Bollinger Bands and Trend Trading
Bollinger Bands were created by John Bollinger in the 1980s, trademarked by him in 2011, and have enjoyed a wide following by many technical analysis traders. You can use them to help determine trend, strength, and volatility — the variation of the price of a market over time — in a dynamic, adaptive manner.
A market that has high volatility makes a large price movement in a given period of time. A market that has low volatility makes a small price movement in a given period of time. Bollinger Bands can be very useful in identifying price patterns that would otherwise be hard to spot.
Getting a clear signal with Bollinger Bands
Bollinger Bands are one of my favorite tools. They’re easy to read, provide meaningful signals, and measure both trend and volatility in one tool. Bollinger Bands consist of three elements:
A simple moving average, usually of intermediate length: A simple 20-period moving average is often the default setting. You can use this average for measuring trend and to calculate the other two elements of the indicator (see the following bullets).
The upper band: The upper band is a standard deviation above the simple moving average used in the indicator. Two standard deviations is often the default found on most charting software.
Standard deviation is the measurement of how far the current price is deviating from an expected norm. In the context of Bollinger Bands, the standard deviation is drawn as lines above and below the expected norm, which is the moving average. In this way, it measures the volatility of the market and strong moves in one direction or another.
The lower band: The lower band is a standard deviation below the simple moving average used in the indicator. Two standard deviations is often the default found on most charting software.
Unlike the ADX, which is plotted on a sub graph below the price graph, Bollinger Bands are plotted on the same graph as the price bars and thus give clear signals of price bars interacting with the indicator. In addition to providing indications of direction and volatility, Bollinger Bands are often used to visually show contracting market conditions, which many traders use to anticipate large breakout moves.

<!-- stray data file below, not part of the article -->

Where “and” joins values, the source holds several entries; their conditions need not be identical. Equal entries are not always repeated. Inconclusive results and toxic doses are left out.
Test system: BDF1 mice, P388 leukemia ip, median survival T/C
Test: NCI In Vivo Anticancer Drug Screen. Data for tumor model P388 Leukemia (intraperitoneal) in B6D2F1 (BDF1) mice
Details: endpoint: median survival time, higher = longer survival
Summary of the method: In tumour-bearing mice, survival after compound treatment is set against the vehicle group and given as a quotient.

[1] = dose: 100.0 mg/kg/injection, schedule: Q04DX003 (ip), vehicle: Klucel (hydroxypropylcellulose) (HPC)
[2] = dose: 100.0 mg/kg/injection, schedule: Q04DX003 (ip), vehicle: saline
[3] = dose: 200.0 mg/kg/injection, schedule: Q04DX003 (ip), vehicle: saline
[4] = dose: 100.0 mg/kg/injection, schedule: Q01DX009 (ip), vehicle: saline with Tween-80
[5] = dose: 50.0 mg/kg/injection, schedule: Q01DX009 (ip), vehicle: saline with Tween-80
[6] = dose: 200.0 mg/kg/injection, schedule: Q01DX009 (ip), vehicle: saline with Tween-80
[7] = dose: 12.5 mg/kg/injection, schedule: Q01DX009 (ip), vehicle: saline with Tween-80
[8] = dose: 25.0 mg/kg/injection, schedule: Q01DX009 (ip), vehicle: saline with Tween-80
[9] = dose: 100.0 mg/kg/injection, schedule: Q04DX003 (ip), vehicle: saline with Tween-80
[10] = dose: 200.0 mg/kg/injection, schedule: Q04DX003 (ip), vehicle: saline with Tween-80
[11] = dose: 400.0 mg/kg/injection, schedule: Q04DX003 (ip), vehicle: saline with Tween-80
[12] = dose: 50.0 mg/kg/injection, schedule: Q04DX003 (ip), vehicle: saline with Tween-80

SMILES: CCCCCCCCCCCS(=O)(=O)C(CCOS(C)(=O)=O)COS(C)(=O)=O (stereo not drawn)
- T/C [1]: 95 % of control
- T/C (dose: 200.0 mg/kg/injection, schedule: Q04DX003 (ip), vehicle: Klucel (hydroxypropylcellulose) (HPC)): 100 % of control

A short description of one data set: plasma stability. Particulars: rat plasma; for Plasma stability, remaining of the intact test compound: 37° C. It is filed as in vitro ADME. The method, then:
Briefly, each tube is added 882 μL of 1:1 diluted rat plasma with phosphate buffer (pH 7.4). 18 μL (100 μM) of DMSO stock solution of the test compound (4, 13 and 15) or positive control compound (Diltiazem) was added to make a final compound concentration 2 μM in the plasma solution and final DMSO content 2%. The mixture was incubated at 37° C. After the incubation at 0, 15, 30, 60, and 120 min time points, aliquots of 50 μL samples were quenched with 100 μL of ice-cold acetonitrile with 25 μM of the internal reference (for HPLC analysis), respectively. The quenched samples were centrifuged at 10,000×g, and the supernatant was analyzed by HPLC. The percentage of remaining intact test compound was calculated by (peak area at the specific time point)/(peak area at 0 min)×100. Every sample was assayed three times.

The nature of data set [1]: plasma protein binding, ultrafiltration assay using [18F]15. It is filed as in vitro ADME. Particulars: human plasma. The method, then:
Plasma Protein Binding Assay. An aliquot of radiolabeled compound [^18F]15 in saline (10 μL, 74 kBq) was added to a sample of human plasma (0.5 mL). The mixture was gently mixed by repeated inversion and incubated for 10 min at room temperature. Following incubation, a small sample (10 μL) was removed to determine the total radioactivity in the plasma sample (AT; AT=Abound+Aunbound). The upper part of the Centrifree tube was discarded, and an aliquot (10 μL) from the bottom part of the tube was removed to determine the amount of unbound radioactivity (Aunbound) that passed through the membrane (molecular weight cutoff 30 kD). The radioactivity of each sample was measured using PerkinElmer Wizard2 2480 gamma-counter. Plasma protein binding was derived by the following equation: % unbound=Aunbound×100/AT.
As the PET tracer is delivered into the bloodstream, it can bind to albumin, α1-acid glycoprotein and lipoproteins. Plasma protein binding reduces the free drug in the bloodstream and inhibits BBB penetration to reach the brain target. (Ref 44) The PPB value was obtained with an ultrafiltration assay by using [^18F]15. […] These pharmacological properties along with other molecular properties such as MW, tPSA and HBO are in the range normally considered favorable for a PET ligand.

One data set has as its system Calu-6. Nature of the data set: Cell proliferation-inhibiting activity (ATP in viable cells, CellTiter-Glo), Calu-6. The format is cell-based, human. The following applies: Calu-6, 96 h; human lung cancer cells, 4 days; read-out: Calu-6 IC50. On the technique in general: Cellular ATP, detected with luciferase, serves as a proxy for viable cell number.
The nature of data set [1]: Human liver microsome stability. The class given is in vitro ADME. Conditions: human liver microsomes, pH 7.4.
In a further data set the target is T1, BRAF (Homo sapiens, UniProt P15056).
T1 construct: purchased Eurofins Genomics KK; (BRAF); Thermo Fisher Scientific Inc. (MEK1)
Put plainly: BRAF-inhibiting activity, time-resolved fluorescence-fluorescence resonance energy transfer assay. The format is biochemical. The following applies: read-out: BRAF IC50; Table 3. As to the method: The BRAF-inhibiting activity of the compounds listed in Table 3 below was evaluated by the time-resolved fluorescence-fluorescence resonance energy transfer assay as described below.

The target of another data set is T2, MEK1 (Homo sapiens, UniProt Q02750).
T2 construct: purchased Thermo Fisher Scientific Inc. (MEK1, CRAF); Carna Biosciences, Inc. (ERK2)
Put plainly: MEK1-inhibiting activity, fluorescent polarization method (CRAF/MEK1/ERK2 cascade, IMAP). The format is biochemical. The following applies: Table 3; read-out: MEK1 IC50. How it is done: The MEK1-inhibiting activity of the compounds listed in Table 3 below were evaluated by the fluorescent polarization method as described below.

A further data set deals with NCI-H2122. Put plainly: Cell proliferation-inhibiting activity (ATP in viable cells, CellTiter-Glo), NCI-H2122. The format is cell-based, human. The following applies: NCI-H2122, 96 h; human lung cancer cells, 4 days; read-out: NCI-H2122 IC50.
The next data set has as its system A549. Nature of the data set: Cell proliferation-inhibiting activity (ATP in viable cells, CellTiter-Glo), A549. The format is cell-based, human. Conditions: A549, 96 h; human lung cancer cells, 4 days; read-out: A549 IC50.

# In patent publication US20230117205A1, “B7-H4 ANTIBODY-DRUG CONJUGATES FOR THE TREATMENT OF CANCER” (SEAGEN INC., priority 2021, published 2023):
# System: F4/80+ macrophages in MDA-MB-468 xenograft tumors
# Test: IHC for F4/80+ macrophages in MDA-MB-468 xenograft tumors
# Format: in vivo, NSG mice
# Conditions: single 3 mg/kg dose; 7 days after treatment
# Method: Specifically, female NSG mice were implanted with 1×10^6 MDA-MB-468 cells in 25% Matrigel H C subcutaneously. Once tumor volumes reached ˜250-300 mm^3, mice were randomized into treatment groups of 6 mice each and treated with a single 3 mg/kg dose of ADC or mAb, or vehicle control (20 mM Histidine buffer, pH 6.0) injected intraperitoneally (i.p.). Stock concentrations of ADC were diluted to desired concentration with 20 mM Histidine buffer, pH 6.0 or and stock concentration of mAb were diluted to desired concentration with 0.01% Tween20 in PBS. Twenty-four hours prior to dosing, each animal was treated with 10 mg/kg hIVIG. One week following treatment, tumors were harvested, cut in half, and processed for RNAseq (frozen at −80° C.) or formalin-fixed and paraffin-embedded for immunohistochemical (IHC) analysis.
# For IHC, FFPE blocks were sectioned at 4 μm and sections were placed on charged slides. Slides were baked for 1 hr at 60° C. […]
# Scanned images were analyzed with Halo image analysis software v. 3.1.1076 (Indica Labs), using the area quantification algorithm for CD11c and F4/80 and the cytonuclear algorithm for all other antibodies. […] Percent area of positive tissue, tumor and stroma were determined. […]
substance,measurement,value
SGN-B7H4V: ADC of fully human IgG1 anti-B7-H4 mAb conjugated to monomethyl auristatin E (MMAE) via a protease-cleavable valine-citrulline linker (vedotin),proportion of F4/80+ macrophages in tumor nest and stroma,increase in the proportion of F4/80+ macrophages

The figure shows a squeeze where the Bollinger Bands contract, signaling a low volatility cycle, after which traders look for a breakout of the narrow range of trading.
Trading Bollinger Bands the right way
You can choose from many rules and signals when trading Bollinger Bands. One signal that indicates a new trend may be starting is waves.
When the market makes relatively larger moves (in both time and price) in the direction of the trend, such moves are called impulse moves. When the market makes relatively smaller moves (in both time and price) against the direction of the trend, such moves are called corrective moves.
Bollinger Bands provide a way to objectively measure impulse and corrective waves:
When price bars move far enough to reach the upper or lower Bollinger Band, you may consider that an impulse move, providing evidence of strength in that direction and therefore an indication that a trend may be starting.
The corrective move against the trend often retraces back to the moving average used in the indicator but definitely shouldn’t move so far as to touch the opposite Bollinger Band. If it does, then it indicates you have an impulse wave in the direction of that move, and it negates the impulse move in the previous direction.
The following figure provides an example of an impulse move that reaches the upper Bollinger Band, a corrective leg against the trend that doesn’t reach the lower Bollinger Band, and another impulse move that again reaches the upper Bollinger Band.